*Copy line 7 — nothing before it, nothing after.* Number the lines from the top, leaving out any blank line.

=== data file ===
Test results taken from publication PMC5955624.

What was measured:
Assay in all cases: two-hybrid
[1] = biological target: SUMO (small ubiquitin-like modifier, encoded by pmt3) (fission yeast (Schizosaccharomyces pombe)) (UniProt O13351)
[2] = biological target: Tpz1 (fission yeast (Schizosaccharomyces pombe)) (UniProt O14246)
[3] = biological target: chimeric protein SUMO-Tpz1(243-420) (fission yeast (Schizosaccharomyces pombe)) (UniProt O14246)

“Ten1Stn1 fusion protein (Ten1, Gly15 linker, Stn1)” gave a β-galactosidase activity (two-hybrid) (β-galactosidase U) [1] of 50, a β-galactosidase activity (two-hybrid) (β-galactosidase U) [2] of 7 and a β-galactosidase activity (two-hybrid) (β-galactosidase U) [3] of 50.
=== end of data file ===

“Ten1Stn1 fusion protein (Ten1, Gly15 linker, Stn1)” gave a β-galactosidase activity (two-hybrid) (β-galactosidase U) [1] of 50, a β-galactosidase activity (two-hybrid) (β-galactosidase U) [2] of 7 and a β-galactosidase activity (two-hybrid) (β-galactosidase U) [3] of 50.